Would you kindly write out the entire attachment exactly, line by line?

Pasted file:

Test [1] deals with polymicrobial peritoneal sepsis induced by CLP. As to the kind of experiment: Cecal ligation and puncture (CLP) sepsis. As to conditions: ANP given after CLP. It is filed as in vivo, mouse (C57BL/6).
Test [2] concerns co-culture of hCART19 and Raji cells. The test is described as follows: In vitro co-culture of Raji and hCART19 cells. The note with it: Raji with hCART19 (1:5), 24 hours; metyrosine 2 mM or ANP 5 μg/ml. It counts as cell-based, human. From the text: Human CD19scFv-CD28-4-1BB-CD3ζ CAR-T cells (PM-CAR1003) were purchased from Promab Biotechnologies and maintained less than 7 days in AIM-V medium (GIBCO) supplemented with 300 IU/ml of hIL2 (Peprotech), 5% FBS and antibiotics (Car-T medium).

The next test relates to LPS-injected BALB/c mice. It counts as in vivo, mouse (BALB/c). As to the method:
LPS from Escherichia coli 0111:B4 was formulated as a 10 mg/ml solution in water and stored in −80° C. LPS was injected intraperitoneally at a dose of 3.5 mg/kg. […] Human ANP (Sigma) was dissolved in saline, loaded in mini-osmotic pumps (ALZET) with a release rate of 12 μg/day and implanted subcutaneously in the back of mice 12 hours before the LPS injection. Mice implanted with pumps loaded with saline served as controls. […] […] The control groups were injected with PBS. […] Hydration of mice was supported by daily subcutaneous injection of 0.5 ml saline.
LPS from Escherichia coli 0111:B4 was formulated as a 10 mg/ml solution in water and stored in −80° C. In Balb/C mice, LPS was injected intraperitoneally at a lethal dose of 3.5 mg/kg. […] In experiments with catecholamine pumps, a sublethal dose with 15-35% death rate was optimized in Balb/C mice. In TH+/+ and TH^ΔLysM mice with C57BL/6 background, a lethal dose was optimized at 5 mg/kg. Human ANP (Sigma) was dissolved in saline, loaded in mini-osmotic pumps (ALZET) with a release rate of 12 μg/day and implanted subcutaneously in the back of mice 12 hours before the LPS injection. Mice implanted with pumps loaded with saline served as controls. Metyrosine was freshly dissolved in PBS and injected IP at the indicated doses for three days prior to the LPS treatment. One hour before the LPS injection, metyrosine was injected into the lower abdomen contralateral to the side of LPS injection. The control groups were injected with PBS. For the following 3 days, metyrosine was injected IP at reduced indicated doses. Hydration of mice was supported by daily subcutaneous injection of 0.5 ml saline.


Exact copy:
Test [1] deals with polymicrobial peritoneal sepsis induced by CLP. As to the kind of experiment: Cecal ligation and puncture (CLP) sepsis. As to conditions: ANP given after CLP. It is filed as in vivo, mouse (C57BL/6).
Test [2] concerns co-culture of hCART19 and Raji cells. The test is described as follows: In vitro co-culture of Raji and hCART19 cells. The note with it: Raji with hCART19 (1:5), 24 hours; metyrosine 2 mM or ANP 5 μg/ml. It counts as cell-based, human. From the text: Human CD19scFv-CD28-4-1BB-CD3ζ CAR-T cells (PM-CAR1003) were purchased from Promab Biotechnologies and maintained less than 7 days in AIM-V medium (GIBCO) supplemented with 300 IU/ml of hIL2 (Peprotech), 5% FBS and antibiotics (Car-T medium).

The next test relates to LPS-injected BALB/c mice. It counts as in vivo, mouse (BALB/c). As to the method:
LPS from Escherichia coli 0111:B4 was formulated as a 10 mg/ml solution in water and stored in −80° C. LPS was injected intraperitoneally at a dose of 3.5 mg/kg. […] Human ANP (Sigma) was dissolved in saline, loaded in mini-osmotic pumps (ALZET) with a release rate of 12 μg/day and implanted subcutaneously in the back of mice 12 hours before the LPS injection. Mice implanted with pumps loaded with saline served as controls. […] […] The control groups were injected with PBS. […] Hydration of mice was supported by daily subcutaneous injection of 0.5 ml saline.
LPS from Escherichia coli 0111:B4 was formulated as a 10 mg/ml solution in water and stored in −80° C. In Balb/C mice, LPS was injected intraperitoneally at a lethal dose of 3.5 mg/kg. […] In experiments with catecholamine pumps, a sublethal dose with 15-35% death rate was optimized in Balb/C mice. In TH+/+ and TH^ΔLysM mice with C57BL/6 background, a lethal dose was optimized at 5 mg/kg. Human ANP (Sigma) was dissolved in saline, loaded in mini-osmotic pumps (ALZET) with a release rate of 12 μg/day and implanted subcutaneously in the back of mice 12 hours before the LPS injection. Mice implanted with pumps loaded with saline served as controls. Metyrosine was freshly dissolved in PBS and injected IP at the indicated doses for three days prior to the LPS treatment. One hour before the LPS injection, metyrosine was injected into the lower abdomen contralateral to the side of LPS injection. The control groups were injected with PBS. For the following 3 days, metyrosine was injected IP at reduced indicated doses. Hydration of mice was supported by daily subcutaneous injection of 0.5 ml saline.